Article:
Asus P4C800-E: Board Layout


Asus did not make any real changes in the layout of the P4C800-E, compared to the original P4C800 Deluxe. However, they did listen to customers and rotated the huge passive North Bridge heatsink 45 degrees.



This allows customers to mount any of the oversize heatsinks available form Zalman, Alpha, Thermaright and others. The recent versions of the P4C800 Deluxe that we have seen also mount the heatsink in this way.

Index Asus P4C800-E: Basic Features
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  • 0sparkie - Tuesday, September 2, 2003 - link

    I have just download the .pdf manual of the P4C800-E. The manual says that "If installing the ATi 9500 or 9700 Pro Series VGA cards, use only the card version PN xxx-xxxxx-30 or later, for optimum performance and overcloking stability (chapter 2.6.4)." As I have just bought a Gigabyte Radeon 9800Pro (GV-R98P128D) Version : PN109-A07500-00 {SN0322009623} I began to worry. Is it compatible? Will it be stable if I OC it? Shall I have the optimum perfomance of my VGA ? If anyone can answer this .... (thanks) Reply
  • amdecos - Tuesday, September 2, 2003 - link

    But what about the 512 vs 1 GB area? That is still expensive territory, especially if you want the higher speed DDR (>3500). Would 1 GB of 3200 DDR even out with 512K of 3500 DDR? Reply
  • Icewind - Tuesday, September 2, 2003 - link

    #17
    Only thing that justifies more then a Gig of memory would be music or video editing and or CAD/arcitechure or an absolute crap load of multitasking.
    Reply
  • amdecos - Tuesday, September 2, 2003 - link

    The test were based on 2x256 memory yes? Did you also look at 1GB (of 2 or 4 sticks)? Is there a real benefit to gaming by going to 1 GB or is this more a multi tasking benefit? Reply
  • Anonymous User - Tuesday, September 2, 2003 - link

    The whole Prescott support situation is still very clouded.

    Some motherboards might support initial lower speed Prescotts up to 1.5 specs, but not necessarily support later Prescotts (still 478 socket though) which require 2.0 level specs.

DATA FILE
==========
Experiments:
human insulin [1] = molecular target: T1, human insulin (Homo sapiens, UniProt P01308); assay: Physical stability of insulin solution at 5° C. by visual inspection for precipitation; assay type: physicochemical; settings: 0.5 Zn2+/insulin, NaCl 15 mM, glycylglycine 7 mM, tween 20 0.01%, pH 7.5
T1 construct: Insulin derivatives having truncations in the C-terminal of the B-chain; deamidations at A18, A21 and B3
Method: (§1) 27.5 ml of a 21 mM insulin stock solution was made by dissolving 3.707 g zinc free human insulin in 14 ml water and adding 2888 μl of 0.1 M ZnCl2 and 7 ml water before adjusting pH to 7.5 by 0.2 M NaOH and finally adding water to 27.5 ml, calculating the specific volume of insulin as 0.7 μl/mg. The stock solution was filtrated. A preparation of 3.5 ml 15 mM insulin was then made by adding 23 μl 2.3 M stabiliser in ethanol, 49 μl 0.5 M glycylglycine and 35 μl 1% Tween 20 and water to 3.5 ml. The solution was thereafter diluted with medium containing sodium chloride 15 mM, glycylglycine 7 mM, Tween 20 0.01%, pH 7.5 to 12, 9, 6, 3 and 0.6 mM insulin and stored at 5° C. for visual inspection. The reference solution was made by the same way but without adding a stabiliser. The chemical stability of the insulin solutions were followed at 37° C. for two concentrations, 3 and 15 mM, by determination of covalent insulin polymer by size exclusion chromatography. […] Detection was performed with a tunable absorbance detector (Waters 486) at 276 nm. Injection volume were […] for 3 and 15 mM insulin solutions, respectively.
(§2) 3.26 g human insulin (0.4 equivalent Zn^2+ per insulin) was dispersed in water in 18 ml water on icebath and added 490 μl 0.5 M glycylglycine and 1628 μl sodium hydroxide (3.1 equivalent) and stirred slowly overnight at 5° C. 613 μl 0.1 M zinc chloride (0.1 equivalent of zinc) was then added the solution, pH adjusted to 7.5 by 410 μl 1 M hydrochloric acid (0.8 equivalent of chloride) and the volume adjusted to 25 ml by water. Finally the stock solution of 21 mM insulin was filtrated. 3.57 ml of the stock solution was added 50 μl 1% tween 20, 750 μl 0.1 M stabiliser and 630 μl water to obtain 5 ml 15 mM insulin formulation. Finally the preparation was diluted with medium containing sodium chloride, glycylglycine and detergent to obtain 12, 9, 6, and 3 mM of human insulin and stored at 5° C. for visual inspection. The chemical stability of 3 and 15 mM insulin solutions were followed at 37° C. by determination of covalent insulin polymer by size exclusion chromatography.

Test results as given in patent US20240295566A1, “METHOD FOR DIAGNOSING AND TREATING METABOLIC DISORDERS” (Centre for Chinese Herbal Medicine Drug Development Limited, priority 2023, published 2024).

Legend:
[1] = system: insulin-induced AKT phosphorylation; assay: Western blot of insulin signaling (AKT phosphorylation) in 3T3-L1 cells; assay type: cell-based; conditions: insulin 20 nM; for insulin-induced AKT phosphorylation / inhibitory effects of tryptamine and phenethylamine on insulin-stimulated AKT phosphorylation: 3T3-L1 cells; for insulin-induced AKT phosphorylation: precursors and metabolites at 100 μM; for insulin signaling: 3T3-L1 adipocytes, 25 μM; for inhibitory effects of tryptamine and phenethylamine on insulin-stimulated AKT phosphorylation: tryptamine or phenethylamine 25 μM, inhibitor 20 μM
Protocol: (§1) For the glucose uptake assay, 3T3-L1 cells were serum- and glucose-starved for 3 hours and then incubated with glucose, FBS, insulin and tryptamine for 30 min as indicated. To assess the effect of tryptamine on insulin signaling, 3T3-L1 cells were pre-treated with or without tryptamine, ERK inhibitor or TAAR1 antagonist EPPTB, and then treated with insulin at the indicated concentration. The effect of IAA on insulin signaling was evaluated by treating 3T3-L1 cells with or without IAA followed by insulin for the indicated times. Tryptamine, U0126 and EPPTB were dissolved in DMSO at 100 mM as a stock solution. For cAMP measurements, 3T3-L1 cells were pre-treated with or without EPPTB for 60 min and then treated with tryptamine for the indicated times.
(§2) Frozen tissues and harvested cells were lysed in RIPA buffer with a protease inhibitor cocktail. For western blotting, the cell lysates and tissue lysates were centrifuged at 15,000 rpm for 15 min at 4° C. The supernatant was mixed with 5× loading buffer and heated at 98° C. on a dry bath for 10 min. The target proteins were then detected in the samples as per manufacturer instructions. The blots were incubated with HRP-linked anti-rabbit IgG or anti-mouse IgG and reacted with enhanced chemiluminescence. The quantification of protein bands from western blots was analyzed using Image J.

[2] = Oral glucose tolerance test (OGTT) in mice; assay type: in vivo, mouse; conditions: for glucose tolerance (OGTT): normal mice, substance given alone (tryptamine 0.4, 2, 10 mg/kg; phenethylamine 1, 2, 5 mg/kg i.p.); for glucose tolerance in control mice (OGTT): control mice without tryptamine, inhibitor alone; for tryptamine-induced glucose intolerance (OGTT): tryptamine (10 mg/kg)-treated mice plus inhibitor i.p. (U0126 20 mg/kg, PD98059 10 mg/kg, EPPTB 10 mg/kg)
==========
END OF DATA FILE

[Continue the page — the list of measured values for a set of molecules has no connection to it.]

So, be careful what you buy. Even if Abit says they will support Prescott, it doesn't mean that the board in question will support all socket 478 Prescott CPU's up to and including the 3.8GHz model.

    Just so that you know...
    Reply
  • Anonymous User - Monday, September 1, 2003 - link

    #14 if you want maximum OC ability, do the Abit. If you want stability, get the ASUS. Im more for stability, so you know which one I chose and I couldn't be happier, my P4 just keeps going higher and higher the more I push the FSB Reply
  • Anonymous User - Monday, September 1, 2003 - link

    This board seems solid but i am looking at 2 boards that i want the asus P4C800-E and the abit ic7-max3. Wesley when will you do a review on the ic7-max3 board?? Reply
  • Anonymous User - Monday, September 1, 2003 - link

    Awesome review, although I would be very interested in the PSU used in this review. Reply
  • Anonymous User - Sunday, August 31, 2003 - link

    I am thrilled that you are doing reviews for Anandtech now. You test and write for the enthusiast, and the overclocker in particular. This is just the direction that Anandtech needed to go to get me reading the articles again.
    Thanks a lot!
    Reply
  • Wesley Fink - Sunday, August 31, 2003 - link

    The Asus P4C800-E did NOT drop out of Dual-Channel running 4DS dimms faster than 800FSB. In that configuration, PAT was disabled, which made 4DS dimms about 1 to 2% slower than 2DS dimms. We still don't know if this is true with ALL 875P boards, i.e. an Intel issue, or if is an issue unique to Asus. 4 SS dimms run fine with PAT still working over 800FSB, as does any other configuration.

    Reply

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